- 4 pages
- For Official Use Only
- September 20, 2010
Literally meaning “Party of God”, Hezbollah began as a militia in 1982 in response to the Israeli invasion of Lebanon. The Shi’a Islamist organization has since grown into a worldwide political and paramilitary network with seats in the Lebanese government, numerous social services programs, long-standing ties with the Syrian and Iranian governments, and an annual income estimated to be anywhere between $200-$400 million.
Hezbollah’s main goal is to cast out any form of Israeli rule and/or occupation. Due to the U.S.’ political and financial support of Israel, Hezbollah regards our nation as a viable target. While there is no immediate or confirmed threat to the Tucson area, recent events and the current middleeastern political arena merit a renewed awareness of the group’s capabilities and presence throughout the Western Hemisphere.
Presence in the Tri-Border Region
Made up of Puerto Iguazu, Argentina; Foz do Iguazu, Brazil; and Ciudad del Este, Paraguay, the area in South America known as the Tri-Border area (TBA), has long been considered a safe haven for organized crime and Islamic terrorist networks, including Hezbollah. As of 2002, the population of the TBA reached 630,000 of which approximately 25,000 were Arab or of Arab descent. Illegal activity in the region includes counterfeiting, money laundering, and the easy acquisition of false documents. The recent arrest of Moussa Ali Hamdan (mentioned above) confirms Hezbollah’s continued presence in the region.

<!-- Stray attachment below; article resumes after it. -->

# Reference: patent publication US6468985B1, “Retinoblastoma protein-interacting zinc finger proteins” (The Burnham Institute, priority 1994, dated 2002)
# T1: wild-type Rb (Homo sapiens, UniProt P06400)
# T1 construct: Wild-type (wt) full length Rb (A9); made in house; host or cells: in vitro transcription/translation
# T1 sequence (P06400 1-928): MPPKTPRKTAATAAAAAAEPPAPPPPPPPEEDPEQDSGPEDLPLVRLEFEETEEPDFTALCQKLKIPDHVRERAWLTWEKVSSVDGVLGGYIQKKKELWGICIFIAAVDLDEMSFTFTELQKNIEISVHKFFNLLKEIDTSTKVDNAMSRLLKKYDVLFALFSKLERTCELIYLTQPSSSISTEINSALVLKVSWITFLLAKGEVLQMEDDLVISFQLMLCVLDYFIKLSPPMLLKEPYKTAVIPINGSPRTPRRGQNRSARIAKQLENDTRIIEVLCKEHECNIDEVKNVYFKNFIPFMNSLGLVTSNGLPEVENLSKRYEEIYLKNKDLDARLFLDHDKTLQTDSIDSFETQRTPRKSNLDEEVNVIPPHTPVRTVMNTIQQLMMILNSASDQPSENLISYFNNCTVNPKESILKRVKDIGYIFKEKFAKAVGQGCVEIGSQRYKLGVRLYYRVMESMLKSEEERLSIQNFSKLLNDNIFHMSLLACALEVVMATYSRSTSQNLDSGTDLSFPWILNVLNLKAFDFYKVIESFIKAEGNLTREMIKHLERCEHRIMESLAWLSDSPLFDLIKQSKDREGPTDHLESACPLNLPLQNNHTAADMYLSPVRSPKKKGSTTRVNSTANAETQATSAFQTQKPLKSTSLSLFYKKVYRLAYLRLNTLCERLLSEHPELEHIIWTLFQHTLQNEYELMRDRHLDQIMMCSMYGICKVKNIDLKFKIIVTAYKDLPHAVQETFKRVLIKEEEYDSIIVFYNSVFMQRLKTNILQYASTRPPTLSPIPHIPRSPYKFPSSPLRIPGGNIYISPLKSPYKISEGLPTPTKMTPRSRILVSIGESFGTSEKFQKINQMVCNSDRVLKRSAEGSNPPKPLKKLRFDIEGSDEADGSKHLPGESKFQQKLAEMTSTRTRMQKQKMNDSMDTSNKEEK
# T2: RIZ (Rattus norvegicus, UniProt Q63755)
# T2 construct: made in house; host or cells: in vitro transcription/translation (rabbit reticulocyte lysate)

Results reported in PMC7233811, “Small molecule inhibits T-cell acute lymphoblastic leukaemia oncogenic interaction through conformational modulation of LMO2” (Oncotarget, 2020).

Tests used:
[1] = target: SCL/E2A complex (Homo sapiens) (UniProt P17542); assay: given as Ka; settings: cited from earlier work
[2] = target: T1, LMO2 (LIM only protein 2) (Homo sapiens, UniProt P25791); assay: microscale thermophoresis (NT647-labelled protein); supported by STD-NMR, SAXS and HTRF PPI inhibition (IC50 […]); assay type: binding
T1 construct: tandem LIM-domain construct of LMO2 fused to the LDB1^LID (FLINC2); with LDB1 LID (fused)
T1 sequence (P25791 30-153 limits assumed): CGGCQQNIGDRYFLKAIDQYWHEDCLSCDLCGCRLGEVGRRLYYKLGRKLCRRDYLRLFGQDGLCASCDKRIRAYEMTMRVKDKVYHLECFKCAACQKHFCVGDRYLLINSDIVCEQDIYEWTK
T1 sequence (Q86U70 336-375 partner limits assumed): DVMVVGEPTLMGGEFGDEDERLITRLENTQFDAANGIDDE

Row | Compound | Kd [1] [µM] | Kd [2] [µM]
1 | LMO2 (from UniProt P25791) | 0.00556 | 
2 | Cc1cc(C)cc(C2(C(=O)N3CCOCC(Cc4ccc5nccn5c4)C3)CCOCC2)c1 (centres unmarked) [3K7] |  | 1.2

Presence in Mexico
Based on a study done by Georgetown University, the number of immigrants from Lebanon and Syria living in Mexico exceeds 200,000. Along with Iran, Syria is one of Hezbollah’s strongest financial and political supporters, and Lebanon is its country of origin.
In July of this year, Mexican authorities arrested Jameel Nasr in Tijuana, Baja California. Nasr was alleged to be tasked with establishing the Hezbollah network in Mexico and throughout South America. In April of last year, the arrest of Jamal Yousef – in New York City – exposed a weapons cache of 100 M- 16 assault rifles, 100 AR-15 rifles, 2,500 hand grenades, C4 explosives and antitank munitions. According to Yousef, the weapons, which were being stored in Mexico, had been stolen from Iraq with the help of his cousin who was a member of Hezbollah.
With the arrest of Jameel Nasr and Jamal Yousef, obvious concerns have arisen concerning Hezbollah’s presence in Mexico and possible ties to Mexican drug trafficking organizations (DTO’s) operating along the U.S. – Mexico border. The potential partnership bares alarming implications due to Hezbollah’s long established capabilities, specifically their expertise in the making of vehicle borne improvised explosive devises (VBIED’s).
Recent incidents involving the use of VBIED’s in Mexico mark a significant change in tactics employed by DTO’s and conjures images expected to be seen in the Middle East. While no connection has been made, Hezbollah’s extensive use of VBIED’s raises strong suspicion concerning a possible relation to Mexico’s DTO’s.